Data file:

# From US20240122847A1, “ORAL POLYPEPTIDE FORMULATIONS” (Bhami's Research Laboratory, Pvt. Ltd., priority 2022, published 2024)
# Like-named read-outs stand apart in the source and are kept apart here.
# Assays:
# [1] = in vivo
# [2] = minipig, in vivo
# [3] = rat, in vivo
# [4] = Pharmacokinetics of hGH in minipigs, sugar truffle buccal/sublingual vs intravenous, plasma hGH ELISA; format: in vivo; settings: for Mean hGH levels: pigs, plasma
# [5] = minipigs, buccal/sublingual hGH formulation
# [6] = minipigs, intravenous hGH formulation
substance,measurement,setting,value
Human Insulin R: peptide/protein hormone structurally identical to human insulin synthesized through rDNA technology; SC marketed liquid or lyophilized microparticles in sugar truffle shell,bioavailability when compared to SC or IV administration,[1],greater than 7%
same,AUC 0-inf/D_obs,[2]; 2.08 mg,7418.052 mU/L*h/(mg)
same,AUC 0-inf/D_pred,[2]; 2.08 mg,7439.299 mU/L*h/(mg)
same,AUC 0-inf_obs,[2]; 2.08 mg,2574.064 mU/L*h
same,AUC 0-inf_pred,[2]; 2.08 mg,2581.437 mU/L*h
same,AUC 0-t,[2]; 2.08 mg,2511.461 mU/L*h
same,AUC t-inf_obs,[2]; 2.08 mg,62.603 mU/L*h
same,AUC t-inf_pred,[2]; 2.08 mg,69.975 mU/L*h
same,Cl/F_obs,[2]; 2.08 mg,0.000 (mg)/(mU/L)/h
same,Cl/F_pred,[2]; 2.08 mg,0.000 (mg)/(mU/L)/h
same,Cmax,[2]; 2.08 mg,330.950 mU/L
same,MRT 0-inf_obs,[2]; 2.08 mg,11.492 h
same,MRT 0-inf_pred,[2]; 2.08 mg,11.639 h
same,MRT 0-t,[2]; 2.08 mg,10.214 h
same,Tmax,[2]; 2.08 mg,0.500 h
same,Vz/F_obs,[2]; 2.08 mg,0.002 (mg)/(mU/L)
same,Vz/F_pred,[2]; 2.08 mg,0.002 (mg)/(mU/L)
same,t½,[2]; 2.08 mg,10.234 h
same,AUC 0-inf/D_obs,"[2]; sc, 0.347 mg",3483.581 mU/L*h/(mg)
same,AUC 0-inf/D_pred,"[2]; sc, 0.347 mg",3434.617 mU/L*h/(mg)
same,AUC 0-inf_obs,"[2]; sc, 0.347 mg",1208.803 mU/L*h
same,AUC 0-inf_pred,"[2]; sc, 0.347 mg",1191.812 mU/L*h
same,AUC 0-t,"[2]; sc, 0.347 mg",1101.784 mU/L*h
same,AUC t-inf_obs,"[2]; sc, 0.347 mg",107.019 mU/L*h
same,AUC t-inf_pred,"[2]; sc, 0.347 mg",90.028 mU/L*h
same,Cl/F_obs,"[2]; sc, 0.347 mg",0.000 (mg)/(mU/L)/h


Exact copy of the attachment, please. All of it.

# From US20240122847A1, “ORAL POLYPEPTIDE FORMULATIONS” (Bhami's Research Laboratory, Pvt. Ltd., priority 2022, published 2024)
# Like-named read-outs stand apart in the source and are kept apart here.
# Assays:
# [1] = in vivo
# [2] = minipig, in vivo
# [3] = rat, in vivo
# [4] = Pharmacokinetics of hGH in minipigs, sugar truffle buccal/sublingual vs intravenous, plasma hGH ELISA; format: in vivo; settings: for Mean hGH levels: pigs, plasma
# [5] = minipigs, buccal/sublingual hGH formulation
# [6] = minipigs, intravenous hGH formulation
substance,measurement,setting,value
Human Insulin R: peptide/protein hormone structurally identical to human insulin synthesized through rDNA technology; SC marketed liquid or lyophilized microparticles in sugar truffle shell,bioavailability when compared to SC or IV administration,[1],greater than 7%
same,AUC 0-inf/D_obs,[2]; 2.08 mg,7418.052 mU/L*h/(mg)
same,AUC 0-inf/D_pred,[2]; 2.08 mg,7439.299 mU/L*h/(mg)
same,AUC 0-inf_obs,[2]; 2.08 mg,2574.064 mU/L*h
same,AUC 0-inf_pred,[2]; 2.08 mg,2581.437 mU/L*h
same,AUC 0-t,[2]; 2.08 mg,2511.461 mU/L*h
same,AUC t-inf_obs,[2]; 2.08 mg,62.603 mU/L*h
same,AUC t-inf_pred,[2]; 2.08 mg,69.975 mU/L*h
same,Cl/F_obs,[2]; 2.08 mg,0.000 (mg)/(mU/L)/h
same,Cl/F_pred,[2]; 2.08 mg,0.000 (mg)/(mU/L)/h
same,Cmax,[2]; 2.08 mg,330.950 mU/L
same,MRT 0-inf_obs,[2]; 2.08 mg,11.492 h
same,MRT 0-inf_pred,[2]; 2.08 mg,11.639 h
same,MRT 0-t,[2]; 2.08 mg,10.214 h
same,Tmax,[2]; 2.08 mg,0.500 h
same,Vz/F_obs,[2]; 2.08 mg,0.002 (mg)/(mU/L)
same,Vz/F_pred,[2]; 2.08 mg,0.002 (mg)/(mU/L)
same,t½,[2]; 2.08 mg,10.234 h
same,AUC 0-inf/D_obs,"[2]; sc, 0.347 mg",3483.581 mU/L*h/(mg)
same,AUC 0-inf/D_pred,"[2]; sc, 0.347 mg",3434.617 mU/L*h/(mg)
same,AUC 0-inf_obs,"[2]; sc, 0.347 mg",1208.803 mU/L*h
same,AUC 0-inf_pred,"[2]; sc, 0.347 mg",1191.812 mU/L*h
same,AUC 0-t,"[2]; sc, 0.347 mg",1101.784 mU/L*h
same,AUC t-inf_obs,"[2]; sc, 0.347 mg",107.019 mU/L*h
same,AUC t-inf_pred,"[2]; sc, 0.347 mg",90.028 mU/L*h
same,Cl/F_obs,"[2]; sc, 0.347 mg",0.000 (mg)/(mU/L)/h